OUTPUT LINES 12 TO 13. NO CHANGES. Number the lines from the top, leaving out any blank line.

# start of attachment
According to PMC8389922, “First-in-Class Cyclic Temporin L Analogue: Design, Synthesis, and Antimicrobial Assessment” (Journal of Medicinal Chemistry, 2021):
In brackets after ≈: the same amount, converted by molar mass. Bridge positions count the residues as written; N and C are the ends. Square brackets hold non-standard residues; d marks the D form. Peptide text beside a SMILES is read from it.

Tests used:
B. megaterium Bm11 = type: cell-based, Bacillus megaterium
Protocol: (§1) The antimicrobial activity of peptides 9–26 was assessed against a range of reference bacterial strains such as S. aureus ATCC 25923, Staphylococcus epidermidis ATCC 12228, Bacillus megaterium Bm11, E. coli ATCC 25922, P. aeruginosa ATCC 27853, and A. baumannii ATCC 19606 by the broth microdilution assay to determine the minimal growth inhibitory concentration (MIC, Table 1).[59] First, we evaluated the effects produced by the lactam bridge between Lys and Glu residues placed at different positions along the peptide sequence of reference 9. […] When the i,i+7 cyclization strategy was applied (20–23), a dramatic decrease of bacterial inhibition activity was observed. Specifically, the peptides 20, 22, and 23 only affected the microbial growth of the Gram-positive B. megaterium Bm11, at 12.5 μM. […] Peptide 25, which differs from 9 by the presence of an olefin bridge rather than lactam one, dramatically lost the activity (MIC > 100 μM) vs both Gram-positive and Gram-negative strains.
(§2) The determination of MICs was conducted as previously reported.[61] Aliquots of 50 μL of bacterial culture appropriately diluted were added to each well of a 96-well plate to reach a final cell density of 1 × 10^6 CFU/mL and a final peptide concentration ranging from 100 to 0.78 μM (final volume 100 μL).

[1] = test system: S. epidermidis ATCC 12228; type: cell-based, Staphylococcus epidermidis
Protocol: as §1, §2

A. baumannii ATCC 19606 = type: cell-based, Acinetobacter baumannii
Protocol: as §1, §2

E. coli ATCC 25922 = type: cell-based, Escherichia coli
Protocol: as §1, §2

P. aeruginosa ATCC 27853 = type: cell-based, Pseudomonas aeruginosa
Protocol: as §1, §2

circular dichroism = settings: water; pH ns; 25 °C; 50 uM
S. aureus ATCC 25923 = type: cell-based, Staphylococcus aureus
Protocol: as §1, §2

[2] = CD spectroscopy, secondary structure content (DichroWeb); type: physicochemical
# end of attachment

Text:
Protocol: as §1, §2

P. aeruginosa ATCC 27853 = type: cell-based, Pseudomonas aeruginosa